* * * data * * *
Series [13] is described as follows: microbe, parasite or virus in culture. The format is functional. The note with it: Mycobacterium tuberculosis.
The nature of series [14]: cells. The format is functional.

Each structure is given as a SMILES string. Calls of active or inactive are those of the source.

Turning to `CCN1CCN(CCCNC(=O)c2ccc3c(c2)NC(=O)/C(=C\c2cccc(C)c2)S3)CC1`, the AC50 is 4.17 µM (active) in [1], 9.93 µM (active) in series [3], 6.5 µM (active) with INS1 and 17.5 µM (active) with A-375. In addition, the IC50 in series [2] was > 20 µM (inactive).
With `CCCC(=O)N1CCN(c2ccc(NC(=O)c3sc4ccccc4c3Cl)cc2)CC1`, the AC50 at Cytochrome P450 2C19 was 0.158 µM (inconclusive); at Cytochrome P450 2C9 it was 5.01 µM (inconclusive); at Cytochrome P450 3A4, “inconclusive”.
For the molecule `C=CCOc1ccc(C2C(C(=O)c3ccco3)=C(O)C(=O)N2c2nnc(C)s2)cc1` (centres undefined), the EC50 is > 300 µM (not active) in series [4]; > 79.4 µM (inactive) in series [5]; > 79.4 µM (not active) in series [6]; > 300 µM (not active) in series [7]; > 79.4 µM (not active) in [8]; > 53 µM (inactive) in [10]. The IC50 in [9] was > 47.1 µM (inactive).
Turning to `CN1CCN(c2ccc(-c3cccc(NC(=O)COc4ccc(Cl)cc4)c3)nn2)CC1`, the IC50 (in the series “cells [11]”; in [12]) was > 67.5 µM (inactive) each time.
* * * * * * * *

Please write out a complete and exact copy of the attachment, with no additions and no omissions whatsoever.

Series [13] is described as follows: microbe, parasite or virus in culture. The format is functional. The note with it: Mycobacterium tuberculosis.
The nature of series [14]: cells. The format is functional.

Each structure is given as a SMILES string. Calls of active or inactive are those of the source.

Turning to `CCN1CCN(CCCNC(=O)c2ccc3c(c2)NC(=O)/C(=C\c2cccc(C)c2)S3)CC1`, the AC50 is 4.17 µM (active) in [1], 9.93 µM (active) in series [3], 6.5 µM (active) with INS1 and 17.5 µM (active) with A-375. In addition, the IC50 in series [2] was > 20 µM (inactive).
With `CCCC(=O)N1CCN(c2ccc(NC(=O)c3sc4ccccc4c3Cl)cc2)CC1`, the AC50 at Cytochrome P450 2C19 was 0.158 µM (inconclusive); at Cytochrome P450 2C9 it was 5.01 µM (inconclusive); at Cytochrome P450 3A4, “inconclusive”.
For the molecule `C=CCOc1ccc(C2C(C(=O)c3ccco3)=C(O)C(=O)N2c2nnc(C)s2)cc1` (centres undefined), the EC50 is > 300 µM (not active) in series [4]; > 79.4 µM (inactive) in series [5]; > 79.4 µM (not active) in series [6]; > 300 µM (not active) in series [7]; > 79.4 µM (not active) in [8]; > 53 µM (inactive) in [10]. The IC50 in [9] was > 47.1 µM (inactive).
Turning to `CN1CCN(c2ccc(-c3cccc(NC(=O)COc4ccc(Cl)cc4)c3)nn2)CC1`, the IC50 (in the series “cells [11]”; in [12]) was > 67.5 µM (inactive) each time.